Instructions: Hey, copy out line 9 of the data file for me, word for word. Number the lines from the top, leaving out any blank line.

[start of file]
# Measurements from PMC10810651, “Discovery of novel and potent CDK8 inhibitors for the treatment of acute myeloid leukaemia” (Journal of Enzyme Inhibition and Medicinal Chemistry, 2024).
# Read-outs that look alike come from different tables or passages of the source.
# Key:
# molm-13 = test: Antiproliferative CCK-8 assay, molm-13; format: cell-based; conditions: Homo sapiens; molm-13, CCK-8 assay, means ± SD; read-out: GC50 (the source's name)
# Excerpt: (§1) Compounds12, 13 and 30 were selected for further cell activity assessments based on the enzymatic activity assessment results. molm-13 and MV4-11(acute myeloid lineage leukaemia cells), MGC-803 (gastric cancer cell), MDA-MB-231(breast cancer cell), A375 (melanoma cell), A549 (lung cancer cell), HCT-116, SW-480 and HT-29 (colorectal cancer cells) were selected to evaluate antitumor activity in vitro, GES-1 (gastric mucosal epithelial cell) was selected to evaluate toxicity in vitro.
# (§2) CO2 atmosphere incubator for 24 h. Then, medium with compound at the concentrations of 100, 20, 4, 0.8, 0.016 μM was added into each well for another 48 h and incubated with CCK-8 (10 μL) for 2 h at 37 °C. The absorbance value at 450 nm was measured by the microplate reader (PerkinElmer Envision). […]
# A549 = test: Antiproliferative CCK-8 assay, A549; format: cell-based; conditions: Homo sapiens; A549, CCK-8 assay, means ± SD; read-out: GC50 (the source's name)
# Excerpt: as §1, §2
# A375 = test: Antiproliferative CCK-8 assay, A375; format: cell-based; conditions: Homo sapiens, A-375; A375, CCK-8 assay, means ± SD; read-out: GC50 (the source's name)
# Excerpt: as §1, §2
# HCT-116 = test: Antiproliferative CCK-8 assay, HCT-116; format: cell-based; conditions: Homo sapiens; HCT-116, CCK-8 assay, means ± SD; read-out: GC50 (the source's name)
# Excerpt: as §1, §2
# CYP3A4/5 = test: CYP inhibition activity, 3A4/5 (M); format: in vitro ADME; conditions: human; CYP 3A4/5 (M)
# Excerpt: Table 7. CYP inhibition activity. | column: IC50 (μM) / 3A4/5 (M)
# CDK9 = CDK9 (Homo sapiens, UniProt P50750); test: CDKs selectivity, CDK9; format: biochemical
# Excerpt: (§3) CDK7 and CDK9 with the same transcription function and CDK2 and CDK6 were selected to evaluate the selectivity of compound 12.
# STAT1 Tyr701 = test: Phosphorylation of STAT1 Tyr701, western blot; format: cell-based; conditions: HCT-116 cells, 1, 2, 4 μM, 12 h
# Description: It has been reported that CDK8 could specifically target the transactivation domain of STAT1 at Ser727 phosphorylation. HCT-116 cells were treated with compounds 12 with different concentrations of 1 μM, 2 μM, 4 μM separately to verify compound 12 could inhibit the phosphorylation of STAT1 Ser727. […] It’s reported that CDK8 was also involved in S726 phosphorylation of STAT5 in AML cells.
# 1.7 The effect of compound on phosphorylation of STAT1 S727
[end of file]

# A375 = test: Antiproliferative CCK-8 assay, A375; format: cell-based; conditions: Homo sapiens, A-375; A375, CCK-8 assay, means ± SD; read-out: GC50 (the source's name)